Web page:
Figure 1 depicts the Clarke Error Grid Plots (EGA) and in table 1 the corresponding results of the Error Grid Analysis (EGA) are summarised. Sufficient clinical accuracy (i.e. values in zone A or B according to the EGA) was found in 99.3%, 98.7% and 100% of the readings obtained by Contour®, Accu-Chek® and Free-Style®, respectively (p for difference 0.78). Values in zone D, which may cause inadequate therapeutic decisions, were found for Contour® (0.7%) and Accu-Chek® (1.3%). Overall 99.3% of the 450 readings were allocated in zones A or B and could therefore be considered as clinically accurate.
Table 2 summarises the percentage of measurements of the three devices within ±15 mg/dl (0.83 mmol/l), ±10 mg/dl (0.56 mmol/l), and ±5 mg/dl (0.28 mmol/l) for blood glucose concentration below 75 mg/dl (4.16 mmol/l) and the percentages of glucose readings within ±20%, ±15%, ±10%, and ±5% compared to the reference for blood glucose concentrations ≥75 mg/dl (4.16 mmol/l). The minimum requirements defined by the ISO 15197:2003 standard (95% of all measurements within ±20% for the glucose range ≥75 mg/dl (4.16 mmol/l) and ±15 mg/dl (0.83 mmol/l) for the range <75 mg/dl (4.16 mmol/l)) were met by Accu-Chek® (95.3%) and Free-Style® (96%) whereas Contour® (92%) failed to reach the 95% limit. Using tighter limits of ±5% (for values ≥75 mg/dl (4.16 mmol/l)) and ±5 mg/dl (0.28 mmol/l) for values <75 mg/dl (4.16 mmol/l)) as proposed by the American Diabetes Association (ADA, (18)), only 32% (Contour®), 55% (Accu-Chek®) and 36% (Free-Style®) of the measurements comply with the requirements (p for difference <0.001).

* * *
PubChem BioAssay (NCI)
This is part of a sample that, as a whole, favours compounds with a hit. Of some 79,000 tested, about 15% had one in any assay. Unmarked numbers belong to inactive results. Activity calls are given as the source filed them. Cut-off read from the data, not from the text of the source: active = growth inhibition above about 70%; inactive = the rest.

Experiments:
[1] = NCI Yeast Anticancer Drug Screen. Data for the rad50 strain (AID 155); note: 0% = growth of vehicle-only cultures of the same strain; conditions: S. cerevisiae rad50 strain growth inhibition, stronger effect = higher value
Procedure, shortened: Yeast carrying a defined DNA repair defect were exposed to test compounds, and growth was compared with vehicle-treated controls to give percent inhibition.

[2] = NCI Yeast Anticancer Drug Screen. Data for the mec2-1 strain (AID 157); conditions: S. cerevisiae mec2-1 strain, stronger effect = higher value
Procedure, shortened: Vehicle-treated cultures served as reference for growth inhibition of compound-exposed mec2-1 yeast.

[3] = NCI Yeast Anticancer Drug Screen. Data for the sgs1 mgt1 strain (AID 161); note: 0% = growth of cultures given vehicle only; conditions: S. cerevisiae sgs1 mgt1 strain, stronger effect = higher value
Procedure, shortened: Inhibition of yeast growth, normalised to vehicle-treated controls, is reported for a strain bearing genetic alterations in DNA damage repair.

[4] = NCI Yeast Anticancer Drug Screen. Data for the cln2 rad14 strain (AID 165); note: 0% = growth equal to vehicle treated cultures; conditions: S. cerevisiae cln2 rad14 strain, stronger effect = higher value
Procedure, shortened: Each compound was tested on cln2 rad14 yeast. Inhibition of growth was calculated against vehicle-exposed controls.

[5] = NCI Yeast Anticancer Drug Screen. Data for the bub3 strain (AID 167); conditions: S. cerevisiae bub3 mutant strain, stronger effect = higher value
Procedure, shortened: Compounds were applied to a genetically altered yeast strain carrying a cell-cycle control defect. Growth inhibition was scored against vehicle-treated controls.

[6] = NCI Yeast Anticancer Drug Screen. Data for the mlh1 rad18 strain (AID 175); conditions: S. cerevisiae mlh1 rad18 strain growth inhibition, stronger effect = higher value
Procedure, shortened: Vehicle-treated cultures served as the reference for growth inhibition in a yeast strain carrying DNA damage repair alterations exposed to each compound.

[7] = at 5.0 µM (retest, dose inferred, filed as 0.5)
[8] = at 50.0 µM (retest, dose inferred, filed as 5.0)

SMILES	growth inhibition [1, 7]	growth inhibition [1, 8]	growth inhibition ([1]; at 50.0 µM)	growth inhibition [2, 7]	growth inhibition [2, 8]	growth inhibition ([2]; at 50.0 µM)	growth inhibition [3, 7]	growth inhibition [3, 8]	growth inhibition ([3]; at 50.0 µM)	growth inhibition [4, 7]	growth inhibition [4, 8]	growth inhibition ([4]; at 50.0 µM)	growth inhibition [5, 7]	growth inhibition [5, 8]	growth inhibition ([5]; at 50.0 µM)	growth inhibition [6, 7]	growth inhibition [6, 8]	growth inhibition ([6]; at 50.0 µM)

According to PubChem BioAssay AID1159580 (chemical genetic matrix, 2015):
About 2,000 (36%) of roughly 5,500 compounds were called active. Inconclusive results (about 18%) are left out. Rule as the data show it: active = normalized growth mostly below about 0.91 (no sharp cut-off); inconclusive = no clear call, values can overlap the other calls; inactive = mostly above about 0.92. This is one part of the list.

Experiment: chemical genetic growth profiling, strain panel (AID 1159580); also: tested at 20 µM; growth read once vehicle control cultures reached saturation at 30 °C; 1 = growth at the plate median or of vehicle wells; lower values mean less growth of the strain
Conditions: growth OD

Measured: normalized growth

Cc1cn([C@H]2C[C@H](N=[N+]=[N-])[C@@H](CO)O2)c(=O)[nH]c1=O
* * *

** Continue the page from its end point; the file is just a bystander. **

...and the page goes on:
Bland-Altmann analysis was performed to evaluate agreement between SMBG and reference readings and bias of the devices (fig. 2). Mean bias was –0.73 mmol/l, –0.15 mmol/l and –0.35 mmol/l for Contour®, Accu-Chek® and Free-Style®, respectively. The 95%-limits of agreement were narrowest for the Accu-Chek® device and ranged from ±1.6 mmol/l (Accu-Chek®) to ±2.35 mmol/l (Contour®). Applying an additional linear fit model to the Bland-Altman plot shows a general overestimation of low blood glucose values and an underestimation of high glucose values by the three SMBG devices. This phenomenon was most pronounced for the Contour® device.
|Table 1: Summary of Clarke Error Grid Analysis|
|n||Zone A||Zone B||Zone C||Zone D||Zone E|
|all||450||429 (95.3%)||18 (4.0%)||0 (0%)||3 (0.7%)||0 (0%)|
|Contour®||150||141 (94.0%)||8 (5.3%)||0 (0%)||1 (0.7%)||0 (0%)|
|Accu-Chek®||150||144 (96.0%)||4 (2.7%)||0 (0%)||2 (1.3%)||0 (0%)|
|Free-Style®||150||144 (96.0%)||6 (4.0%)||0 (0%)||0 (0%)||0 (0%)|